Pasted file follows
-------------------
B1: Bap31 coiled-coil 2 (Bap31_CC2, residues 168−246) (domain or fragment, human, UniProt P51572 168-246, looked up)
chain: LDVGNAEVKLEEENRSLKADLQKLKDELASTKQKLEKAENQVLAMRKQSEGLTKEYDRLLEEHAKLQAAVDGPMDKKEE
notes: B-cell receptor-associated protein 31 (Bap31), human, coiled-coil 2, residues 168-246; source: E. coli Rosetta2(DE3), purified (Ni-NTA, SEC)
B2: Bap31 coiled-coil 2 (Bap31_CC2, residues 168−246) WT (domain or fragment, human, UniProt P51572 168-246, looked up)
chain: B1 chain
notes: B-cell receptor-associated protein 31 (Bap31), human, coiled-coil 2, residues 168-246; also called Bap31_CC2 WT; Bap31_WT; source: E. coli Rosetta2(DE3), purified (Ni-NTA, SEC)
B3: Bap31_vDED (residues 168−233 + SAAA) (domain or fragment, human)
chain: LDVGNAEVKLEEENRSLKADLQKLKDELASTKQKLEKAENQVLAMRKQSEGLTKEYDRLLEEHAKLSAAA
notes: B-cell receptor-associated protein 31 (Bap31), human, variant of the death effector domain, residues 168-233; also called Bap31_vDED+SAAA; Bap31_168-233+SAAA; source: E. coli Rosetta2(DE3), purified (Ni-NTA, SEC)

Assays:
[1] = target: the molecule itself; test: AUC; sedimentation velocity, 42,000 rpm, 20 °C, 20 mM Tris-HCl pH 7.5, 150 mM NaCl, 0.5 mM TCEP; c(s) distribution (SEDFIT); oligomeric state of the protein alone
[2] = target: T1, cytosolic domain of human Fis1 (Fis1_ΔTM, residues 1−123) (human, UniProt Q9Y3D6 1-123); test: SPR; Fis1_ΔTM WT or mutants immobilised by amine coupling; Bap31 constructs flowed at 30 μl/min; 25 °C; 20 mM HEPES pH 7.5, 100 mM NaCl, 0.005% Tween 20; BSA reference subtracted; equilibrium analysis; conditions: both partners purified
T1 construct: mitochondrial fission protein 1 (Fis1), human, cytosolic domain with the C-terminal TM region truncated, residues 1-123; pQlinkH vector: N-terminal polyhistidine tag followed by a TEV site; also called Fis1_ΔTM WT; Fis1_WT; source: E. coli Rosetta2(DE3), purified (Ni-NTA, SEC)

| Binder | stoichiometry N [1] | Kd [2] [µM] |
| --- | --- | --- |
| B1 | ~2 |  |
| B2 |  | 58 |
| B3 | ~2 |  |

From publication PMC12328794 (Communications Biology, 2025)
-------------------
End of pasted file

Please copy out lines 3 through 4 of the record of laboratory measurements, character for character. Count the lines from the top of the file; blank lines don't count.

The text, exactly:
notes: B-cell receptor-associated protein 31 (Bap31), human, coiled-coil 2, residues 168-246; source: E. coli Rosetta2(DE3), purified (Ni-NTA, SEC)
B2: Bap31 coiled-coil 2 (Bap31_CC2, residues 168−246) WT (domain or fragment, human, UniProt P51572 168-246, looked up)